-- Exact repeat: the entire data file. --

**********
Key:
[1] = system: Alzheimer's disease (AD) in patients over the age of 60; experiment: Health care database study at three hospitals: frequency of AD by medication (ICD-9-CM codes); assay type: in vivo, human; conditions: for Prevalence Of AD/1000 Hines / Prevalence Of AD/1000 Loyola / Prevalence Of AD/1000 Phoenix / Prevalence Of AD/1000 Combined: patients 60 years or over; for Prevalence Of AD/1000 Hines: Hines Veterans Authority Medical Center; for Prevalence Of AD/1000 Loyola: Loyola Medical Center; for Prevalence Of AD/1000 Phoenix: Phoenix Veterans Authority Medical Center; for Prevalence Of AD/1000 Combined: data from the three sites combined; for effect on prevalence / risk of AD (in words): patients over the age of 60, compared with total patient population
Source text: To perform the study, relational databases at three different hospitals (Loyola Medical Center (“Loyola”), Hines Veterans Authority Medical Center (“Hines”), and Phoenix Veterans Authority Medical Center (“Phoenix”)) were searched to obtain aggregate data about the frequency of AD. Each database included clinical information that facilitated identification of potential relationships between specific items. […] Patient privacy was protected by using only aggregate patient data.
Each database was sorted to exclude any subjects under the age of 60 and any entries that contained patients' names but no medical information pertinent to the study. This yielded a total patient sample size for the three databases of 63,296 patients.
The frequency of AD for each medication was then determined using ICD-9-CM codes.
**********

Key:
[1] = system: Alzheimer's disease (AD) in patients over the age of 60; experiment: Health care database study at three hospitals: frequency of AD by medication (ICD-9-CM codes); assay type: in vivo, human; conditions: for Prevalence Of AD/1000 Hines / Prevalence Of AD/1000 Loyola / Prevalence Of AD/1000 Phoenix / Prevalence Of AD/1000 Combined: patients 60 years or over; for Prevalence Of AD/1000 Hines: Hines Veterans Authority Medical Center; for Prevalence Of AD/1000 Loyola: Loyola Medical Center; for Prevalence Of AD/1000 Phoenix: Phoenix Veterans Authority Medical Center; for Prevalence Of AD/1000 Combined: data from the three sites combined; for effect on prevalence / risk of AD (in words): patients over the age of 60, compared with total patient population
Source text: To perform the study, relational databases at three different hospitals (Loyola Medical Center (“Loyola”), Hines Veterans Authority Medical Center (“Hines”), and Phoenix Veterans Authority Medical Center (“Phoenix”)) were searched to obtain aggregate data about the frequency of AD. Each database included clinical information that facilitated identification of potential relationships between specific items. […] Patient privacy was protected by using only aggregate patient data.
Each database was sorted to exclude any subjects under the age of 60 and any entries that contained patients' names but no medical information pertinent to the study. This yielded a total patient sample size for the three databases of 63,296 patients.
The frequency of AD for each medication was then determined using ICD-9-CM codes.